Monday, November 28, 2011
Potty Training : What do I need to get started?
Potty training is in the forefront of my mind on a moment to moment basis both at home with my 3 year old and at TIH with my 16 to 22 month olds. I find my view of what is necessary and what works has been greatly fluctuating over the past year as I have been given the gift of a child who is too busy and not interested in sitting on the toilet. This is also the first time I am potty training a child of my own, which is a completely different relationship than I have with the children I care for at school. I keep asking myself...."Why is having 4 boys in the bathroom easier than 1?" I'm still not quite sure of that, but I think I'm close to discovering it.
As I think about potty time, both at home and at school, I thought it might be helpful to simply make a list of things that are important for supporting a positive and smooth experience in the bathroom. It's important to note that independence and following each child's individual cues is key to me in cultivating a positive potty training experience. These things are what I think are important, but I wonder what has worked for you!
1. The Pants - Elastic waist, easy to pull up, no need for closures, stretchy fabric....These are all things I value in a toddler's clothing. More often than not we are pants free while we are inside at TIH, so leg warmers are also very helpful for chilly legs and of course hip toddler style.
2. The Underpants - I wait until I see the appropriate cues to begin a child in true underwear. In the beginning we talk about how to get in and out of a diaper: snaps or velcro. We talk about how it feels before it is removed: "Hmm... I wonder how your diaper feels. It's poop? Let's see. Hey, it's dry! I betcha that means you need to pee!" I am motivated to encourage a child to begin wearing underwear once they begin being dry at most changes. Some people believe in waiting until they are also dry through naps, but I still feel like a child won't be too confused if diapers are used for sleep periods. Making underwear exciting is important once they're ready and having a few with a thicker gusset can be helpful to stop full on soak throughs during the first few weeks. I really love Imse Vimse for a thicker, more absorbent underwear, but really anything works like these by Gerber.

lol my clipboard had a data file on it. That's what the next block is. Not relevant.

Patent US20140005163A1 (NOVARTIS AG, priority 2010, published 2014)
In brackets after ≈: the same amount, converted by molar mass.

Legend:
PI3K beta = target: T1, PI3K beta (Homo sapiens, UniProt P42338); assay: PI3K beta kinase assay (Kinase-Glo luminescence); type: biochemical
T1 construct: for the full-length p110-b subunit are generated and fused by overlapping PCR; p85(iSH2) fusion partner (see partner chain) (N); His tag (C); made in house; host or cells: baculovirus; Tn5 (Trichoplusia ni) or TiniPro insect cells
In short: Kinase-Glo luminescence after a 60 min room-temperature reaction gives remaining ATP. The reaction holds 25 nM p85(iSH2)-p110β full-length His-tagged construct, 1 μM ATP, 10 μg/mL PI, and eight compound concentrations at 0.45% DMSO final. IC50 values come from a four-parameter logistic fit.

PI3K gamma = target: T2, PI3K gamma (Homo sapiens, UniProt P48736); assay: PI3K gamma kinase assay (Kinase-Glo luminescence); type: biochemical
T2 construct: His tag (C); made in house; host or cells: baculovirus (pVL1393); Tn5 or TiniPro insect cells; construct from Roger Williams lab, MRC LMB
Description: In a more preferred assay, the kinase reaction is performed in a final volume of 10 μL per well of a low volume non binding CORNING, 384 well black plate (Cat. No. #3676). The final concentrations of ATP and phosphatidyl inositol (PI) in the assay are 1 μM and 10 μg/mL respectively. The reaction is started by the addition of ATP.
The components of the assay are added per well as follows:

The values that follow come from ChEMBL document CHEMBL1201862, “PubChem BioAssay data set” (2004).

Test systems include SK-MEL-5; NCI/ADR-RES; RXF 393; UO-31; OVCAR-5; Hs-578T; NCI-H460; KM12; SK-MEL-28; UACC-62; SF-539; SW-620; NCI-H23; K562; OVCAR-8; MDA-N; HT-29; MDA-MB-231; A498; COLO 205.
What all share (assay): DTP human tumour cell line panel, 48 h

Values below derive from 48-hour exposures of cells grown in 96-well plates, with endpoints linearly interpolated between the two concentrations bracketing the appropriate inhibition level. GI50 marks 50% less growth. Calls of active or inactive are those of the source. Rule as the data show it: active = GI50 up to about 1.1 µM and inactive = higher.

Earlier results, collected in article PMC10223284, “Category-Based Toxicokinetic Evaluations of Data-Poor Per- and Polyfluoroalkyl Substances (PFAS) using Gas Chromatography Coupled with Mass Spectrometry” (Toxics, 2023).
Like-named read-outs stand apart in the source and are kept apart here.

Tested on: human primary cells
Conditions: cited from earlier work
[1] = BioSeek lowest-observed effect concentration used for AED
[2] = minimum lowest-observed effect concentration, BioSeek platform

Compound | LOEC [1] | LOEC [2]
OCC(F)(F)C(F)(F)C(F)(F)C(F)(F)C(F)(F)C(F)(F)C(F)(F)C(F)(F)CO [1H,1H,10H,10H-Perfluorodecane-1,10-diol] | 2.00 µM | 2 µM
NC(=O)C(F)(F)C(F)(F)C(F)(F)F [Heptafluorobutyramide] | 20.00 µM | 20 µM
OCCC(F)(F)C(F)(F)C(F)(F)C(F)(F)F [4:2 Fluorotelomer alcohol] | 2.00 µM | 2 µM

3. The Potty - It must be comfortable. I always encourage the use of a full sized, adult potty to start. Whether a child is shown how to hold on to the seat between his spread thighs or helped to balance there until they figure it out, I have found that if they are given the adult toilet first they are able to master it and then can, when they're ready, use any toilet anywhere! Some children are very nervous about this at first, but I have found that lots of practice and talking through the entire process eases their fears and gives you yet another chance to really connect with your child.
4. The Time - So when I came up with the idea for this blog post, I told myself that I would limit my writings to simply the physical needs and practicalities of potty training, but I find that I can't do it with out emphasizing this point and the next. Potty training takes time. There are many books out there that promise to train your child in a day, and all I can think is why? There are children who potty train themselves or who need very little help, but I feel that when we put a time limit or expectation on when a child needs to be potty trained then we set up unrealistic expectations, especially for a child. By being in a hurry we put our needs before that of our children adding pressure and unreal expectations. Perhaps this step means a lot to me, because of the amount of time I have been spending in the bathroom over the last 6 months, but I believe that it is an important bonding time and it allows the child to move at their own pace. Some encouragement might be needed or expectations set up ("It's time to pee before we go outside. I'll wait until you're done."). But when a child knows that they have the time they need, then the entire process will go smoothly because they will feel that they have the power. Because let's face it, they do!
5. The Ritual - Toddlers love to know what comes next. They find a sense of security in it and once they feel safe and secure then they are able to blossom in other important arenas such as creativity, imagination and focus. I support their need for order by building in rituals around our everyday tasks and it is the same in the bathroom. For my son our ritual begins with me saying, "It's time to go potty. Shall we go now or in 2 minutes?" And the process begins. He always knows what comes next as soon as I begin it: walk to the bathroom, turn on the light, talk about what book to read, pull down pants, get a big hug, climb or get lifted on to the toilet, look into my eyes and smile, etc. Having a ritual around this time can help in the creation of a positive space in the bathroom.